Through the Ups and Downs: Workers' and Families' Experiences with Seasonal Resource Employment in a Prairie Province
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Subject to both seasonal patterns and fluctuating market conditions, workers in resource-based industries routinely experience employment volatility as workloads ebb and flow through peak and off-seasons and through ‘boom’ and ‘bust’ periods. Employment volatility can affect workers’ psychological and physical health, with attendant impacts on families. In small or rural communities, impacted workers and their families also may not have access to relevant or needed supports. Seasonal work in general has received limited attention in academic literature, and while there is a body of research focusing on resources employment, it is mostly based in an Australian context. Internationally, research on social, psychosocial, and economic effects of resource work has been identified as relatively limited. There is also a noted lack of research on workers’ perceptions of resource work. As well, impacts of this form of employment on families appears to be an area of study in need of further development. Accompanying limited knowledge on impacts of resource employment, there appears to be even less research nationally and internationally on programs, services, and supports for resource workers and their families. As a Canadian province heavily dependent on resource industries, there are no known studies of resource-based employment in Saskatchewan that incorporate an analytical focus on the issues associated with this type of seasonal work from the perspectives of workers and their families. Studies based in Saskatchewan have thus far largely maintained a focus exclusively on agriculture and are rooted in twentieth century experiences, with many decades having passed since participants’ experiences were originally documented. Through an examination of workers' and families' experiences, this study sought to identify the salient factors impacting on individuals and households with involvement in resource industries. The study also investigated the various ways in which workers and families perceived and responded to emerging issues in natural resources employment. Based on these findings, the study proposes recommendations for relevant programs and services for impacted workers and families while also raising important policy implications. Recruitment for this study was specific to workers and families with involvement in seasonal resource sectors in Saskatchewan, Canada. A qualitative case study methodology was employed to explore the experiences and impacts of resource work on workers and families in this understudied jurisdiction with a view to improving access to and/or guiding development of relevant programs and supports. Twenty-three semi-structured interviews were conducted with individuals with involvement in seasonal resource-based employment (e.g. agriculture, energy, forestry and/or mining), either directly as a worker or indirectly as a family member of a worker with at least six months’ experience in a natural resources sector in Saskatchewan. Findings identified workers’ and families’ encounters with compounding factors. Financial precarity, temporal sacrifices and trade-offs, and work cultures were found to be prevalent forces acting upon workers and their households. Meanwhile, forging and maintaining social connections and affinity to their selected industry/industries helped workers and families manage the myriad demands they faced. At the same time, perceptions on availability of alternative options could effectively tether workers to resource industries. The findings generated from the study offer a roadmap for improving access to, and guiding the design or enhancement of, relevant programs, policies, and supports for impacted workers and families.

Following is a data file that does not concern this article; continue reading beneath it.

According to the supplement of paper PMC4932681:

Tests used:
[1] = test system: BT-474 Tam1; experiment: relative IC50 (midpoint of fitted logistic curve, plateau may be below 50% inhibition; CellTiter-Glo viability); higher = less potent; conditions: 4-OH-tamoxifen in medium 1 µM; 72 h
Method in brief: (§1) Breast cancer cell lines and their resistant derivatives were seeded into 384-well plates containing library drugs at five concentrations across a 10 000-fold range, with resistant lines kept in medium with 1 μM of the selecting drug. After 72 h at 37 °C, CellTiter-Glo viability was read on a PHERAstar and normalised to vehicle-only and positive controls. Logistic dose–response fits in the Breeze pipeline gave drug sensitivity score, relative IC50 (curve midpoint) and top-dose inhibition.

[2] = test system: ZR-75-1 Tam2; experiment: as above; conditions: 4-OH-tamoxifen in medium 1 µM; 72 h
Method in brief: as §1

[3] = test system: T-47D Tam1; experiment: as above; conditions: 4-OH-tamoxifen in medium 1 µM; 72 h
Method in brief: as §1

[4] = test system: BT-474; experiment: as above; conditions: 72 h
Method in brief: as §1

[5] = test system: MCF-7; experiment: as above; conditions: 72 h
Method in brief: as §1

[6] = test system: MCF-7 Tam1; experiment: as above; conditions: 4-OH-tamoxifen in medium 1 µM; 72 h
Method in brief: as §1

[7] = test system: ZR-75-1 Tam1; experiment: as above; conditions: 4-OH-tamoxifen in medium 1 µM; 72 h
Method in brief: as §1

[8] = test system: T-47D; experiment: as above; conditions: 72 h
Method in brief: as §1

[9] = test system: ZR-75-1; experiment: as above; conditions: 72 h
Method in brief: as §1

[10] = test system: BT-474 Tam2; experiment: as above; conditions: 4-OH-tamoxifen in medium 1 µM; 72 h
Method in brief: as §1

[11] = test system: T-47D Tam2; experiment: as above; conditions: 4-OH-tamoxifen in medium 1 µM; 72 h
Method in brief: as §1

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Nicole Carleton (2023). Through the Ups and Downs: Workers' and Families' Experiences with Seasonal Resource Employment in a Prairie Province. UWSpace. http://hdl.handle.net/10012/19255